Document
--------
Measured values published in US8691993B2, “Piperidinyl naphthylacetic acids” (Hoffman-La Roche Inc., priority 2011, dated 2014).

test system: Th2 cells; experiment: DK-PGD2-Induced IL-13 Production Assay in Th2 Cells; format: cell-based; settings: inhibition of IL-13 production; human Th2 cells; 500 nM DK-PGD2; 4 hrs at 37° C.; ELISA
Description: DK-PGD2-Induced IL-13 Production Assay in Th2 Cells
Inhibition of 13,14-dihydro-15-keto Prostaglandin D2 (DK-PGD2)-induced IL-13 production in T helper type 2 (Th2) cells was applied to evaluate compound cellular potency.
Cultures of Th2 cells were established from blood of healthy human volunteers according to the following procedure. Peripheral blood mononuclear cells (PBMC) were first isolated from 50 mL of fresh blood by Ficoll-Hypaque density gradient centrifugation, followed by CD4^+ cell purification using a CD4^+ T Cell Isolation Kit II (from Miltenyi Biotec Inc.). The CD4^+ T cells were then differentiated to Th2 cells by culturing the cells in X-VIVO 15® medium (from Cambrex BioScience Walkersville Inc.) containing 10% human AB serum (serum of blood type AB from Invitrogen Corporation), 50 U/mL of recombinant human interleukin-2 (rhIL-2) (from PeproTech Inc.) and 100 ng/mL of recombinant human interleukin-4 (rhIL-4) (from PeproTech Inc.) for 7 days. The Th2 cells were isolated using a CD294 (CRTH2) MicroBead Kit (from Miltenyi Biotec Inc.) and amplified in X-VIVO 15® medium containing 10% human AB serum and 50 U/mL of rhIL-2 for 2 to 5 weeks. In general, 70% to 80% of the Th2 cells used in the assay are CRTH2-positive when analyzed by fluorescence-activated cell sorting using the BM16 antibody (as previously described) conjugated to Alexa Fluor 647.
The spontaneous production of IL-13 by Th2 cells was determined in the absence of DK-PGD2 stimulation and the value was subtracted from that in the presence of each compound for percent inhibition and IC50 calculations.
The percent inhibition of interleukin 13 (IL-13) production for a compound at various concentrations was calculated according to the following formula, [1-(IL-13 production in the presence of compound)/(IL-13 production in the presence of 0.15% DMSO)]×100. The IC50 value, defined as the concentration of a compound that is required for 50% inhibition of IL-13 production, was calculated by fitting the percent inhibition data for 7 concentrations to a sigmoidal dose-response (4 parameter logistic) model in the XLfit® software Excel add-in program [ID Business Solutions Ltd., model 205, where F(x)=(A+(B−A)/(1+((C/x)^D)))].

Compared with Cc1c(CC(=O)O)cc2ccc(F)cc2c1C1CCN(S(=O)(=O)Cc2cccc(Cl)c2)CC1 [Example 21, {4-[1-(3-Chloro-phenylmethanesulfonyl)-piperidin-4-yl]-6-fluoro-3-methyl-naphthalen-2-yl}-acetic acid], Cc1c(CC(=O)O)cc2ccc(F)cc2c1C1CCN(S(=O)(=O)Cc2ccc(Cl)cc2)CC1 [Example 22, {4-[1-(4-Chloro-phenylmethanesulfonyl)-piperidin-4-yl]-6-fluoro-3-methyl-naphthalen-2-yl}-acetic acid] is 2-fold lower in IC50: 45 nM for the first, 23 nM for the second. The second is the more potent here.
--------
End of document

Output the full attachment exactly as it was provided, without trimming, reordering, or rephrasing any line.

Measured values published in US8691993B2, “Piperidinyl naphthylacetic acids” (Hoffman-La Roche Inc., priority 2011, dated 2014).

test system: Th2 cells; experiment: DK-PGD2-Induced IL-13 Production Assay in Th2 Cells; format: cell-based; settings: inhibition of IL-13 production; human Th2 cells; 500 nM DK-PGD2; 4 hrs at 37° C.; ELISA
Description: DK-PGD2-Induced IL-13 Production Assay in Th2 Cells
Inhibition of 13,14-dihydro-15-keto Prostaglandin D2 (DK-PGD2)-induced IL-13 production in T helper type 2 (Th2) cells was applied to evaluate compound cellular potency.
Cultures of Th2 cells were established from blood of healthy human volunteers according to the following procedure. Peripheral blood mononuclear cells (PBMC) were first isolated from 50 mL of fresh blood by Ficoll-Hypaque density gradient centrifugation, followed by CD4^+ cell purification using a CD4^+ T Cell Isolation Kit II (from Miltenyi Biotec Inc.). The CD4^+ T cells were then differentiated to Th2 cells by culturing the cells in X-VIVO 15® medium (from Cambrex BioScience Walkersville Inc.) containing 10% human AB serum (serum of blood type AB from Invitrogen Corporation), 50 U/mL of recombinant human interleukin-2 (rhIL-2) (from PeproTech Inc.) and 100 ng/mL of recombinant human interleukin-4 (rhIL-4) (from PeproTech Inc.) for 7 days. The Th2 cells were isolated using a CD294 (CRTH2) MicroBead Kit (from Miltenyi Biotec Inc.) and amplified in X-VIVO 15® medium containing 10% human AB serum and 50 U/mL of rhIL-2 for 2 to 5 weeks. In general, 70% to 80% of the Th2 cells used in the assay are CRTH2-positive when analyzed by fluorescence-activated cell sorting using the BM16 antibody (as previously described) conjugated to Alexa Fluor 647.
The spontaneous production of IL-13 by Th2 cells was determined in the absence of DK-PGD2 stimulation and the value was subtracted from that in the presence of each compound for percent inhibition and IC50 calculations.
The percent inhibition of interleukin 13 (IL-13) production for a compound at various concentrations was calculated according to the following formula, [1-(IL-13 production in the presence of compound)/(IL-13 production in the presence of 0.15% DMSO)]×100. The IC50 value, defined as the concentration of a compound that is required for 50% inhibition of IL-13 production, was calculated by fitting the percent inhibition data for 7 concentrations to a sigmoidal dose-response (4 parameter logistic) model in the XLfit® software Excel add-in program [ID Business Solutions Ltd., model 205, where F(x)=(A+(B−A)/(1+((C/x)^D)))].

Compared with Cc1c(CC(=O)O)cc2ccc(F)cc2c1C1CCN(S(=O)(=O)Cc2cccc(Cl)c2)CC1 [Example 21, {4-[1-(3-Chloro-phenylmethanesulfonyl)-piperidin-4-yl]-6-fluoro-3-methyl-naphthalen-2-yl}-acetic acid], Cc1c(CC(=O)O)cc2ccc(F)cc2c1C1CCN(S(=O)(=O)Cc2ccc(Cl)cc2)CC1 [Example 22, {4-[1-(4-Chloro-phenylmethanesulfonyl)-piperidin-4-yl]-6-fluoro-3-methyl-naphthalen-2-yl}-acetic acid] is 2-fold lower in IC50: 45 nM for the first, 23 nM for the second. The second is the more potent here.